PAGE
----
PhD abstract

The understanding and multiple experimental demonstrations of atom interferometry have allowed the design and realisation of cold atom inertial sensors. These devices, initially intended for metrology and high-precision measurements, are now in the industrialization phase and constitute one of the pillars of the second quantum revolution. The first sensors were designed to operate in laboratories, and as such they are hardly suitable for field applications such as inertial navigation. The central objective of this thesis was therefore to study capacitance technologies for the realisation of compact inertial sensors. An atom chip was chosen as the key element of the physical package. It allows to reduce the size of sensors while giving the possibility to have a cold or ultra-cold coherent source of atoms and the realisation of different functions necessary for atomic interferometry. First, the manuscript discusses the cooling and preparation of atoms in a magnetic trap. . Secondly it presents the implementation of different laser beam based atomic optics elements, as well as the development of a given protocol for inertial rotation measurement with a linear magnetic guide. In particular, the experimental study of the coherent propagation of atoms in this guide is reported.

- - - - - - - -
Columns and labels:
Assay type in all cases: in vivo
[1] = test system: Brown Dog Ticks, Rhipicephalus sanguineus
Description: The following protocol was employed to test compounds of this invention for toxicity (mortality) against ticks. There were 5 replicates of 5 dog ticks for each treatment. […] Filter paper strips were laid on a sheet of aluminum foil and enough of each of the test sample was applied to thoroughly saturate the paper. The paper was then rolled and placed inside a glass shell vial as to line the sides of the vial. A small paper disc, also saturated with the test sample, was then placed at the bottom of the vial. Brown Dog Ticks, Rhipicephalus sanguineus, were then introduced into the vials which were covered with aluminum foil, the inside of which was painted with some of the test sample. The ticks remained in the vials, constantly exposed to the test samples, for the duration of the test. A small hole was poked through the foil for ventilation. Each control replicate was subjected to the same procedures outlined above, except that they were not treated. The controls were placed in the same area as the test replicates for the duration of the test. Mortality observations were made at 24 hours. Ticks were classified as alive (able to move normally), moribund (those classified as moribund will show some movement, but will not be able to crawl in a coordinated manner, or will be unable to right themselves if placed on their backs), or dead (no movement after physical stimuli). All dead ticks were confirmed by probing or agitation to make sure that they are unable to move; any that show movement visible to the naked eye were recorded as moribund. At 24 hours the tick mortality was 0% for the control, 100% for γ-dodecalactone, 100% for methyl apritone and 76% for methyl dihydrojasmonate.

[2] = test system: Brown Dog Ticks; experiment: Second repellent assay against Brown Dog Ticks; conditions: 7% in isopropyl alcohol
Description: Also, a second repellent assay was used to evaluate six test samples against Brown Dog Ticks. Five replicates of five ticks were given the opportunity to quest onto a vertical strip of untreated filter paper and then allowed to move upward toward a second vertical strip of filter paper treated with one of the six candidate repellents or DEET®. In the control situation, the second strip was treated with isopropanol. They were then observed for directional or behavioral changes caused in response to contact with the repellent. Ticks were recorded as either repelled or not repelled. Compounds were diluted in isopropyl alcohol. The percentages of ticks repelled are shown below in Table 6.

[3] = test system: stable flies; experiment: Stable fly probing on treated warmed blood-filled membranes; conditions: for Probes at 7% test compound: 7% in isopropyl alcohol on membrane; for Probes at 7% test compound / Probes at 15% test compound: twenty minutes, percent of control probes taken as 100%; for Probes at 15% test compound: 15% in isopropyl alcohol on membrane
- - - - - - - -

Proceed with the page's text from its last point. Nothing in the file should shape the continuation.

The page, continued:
An essential factor in inertial navigation applications is the stability of inertial measurement units. This parameter is seriously affected by the dead time between measurements. As cold atom sensors have a significant dead time, due to the cooling process, the search for a possible solution to this problem was a subject of this work. Specifically, a new technique was implemented for the microwave and non-destructive measurement of the population of atomic levels used in an interferometer. This detection method leads to a significant reduction of the dead time over several interferometric measurement cycles, with a strong potential for integration on atom chips.

Key words

cold atoms, atoms interferometry, microwaves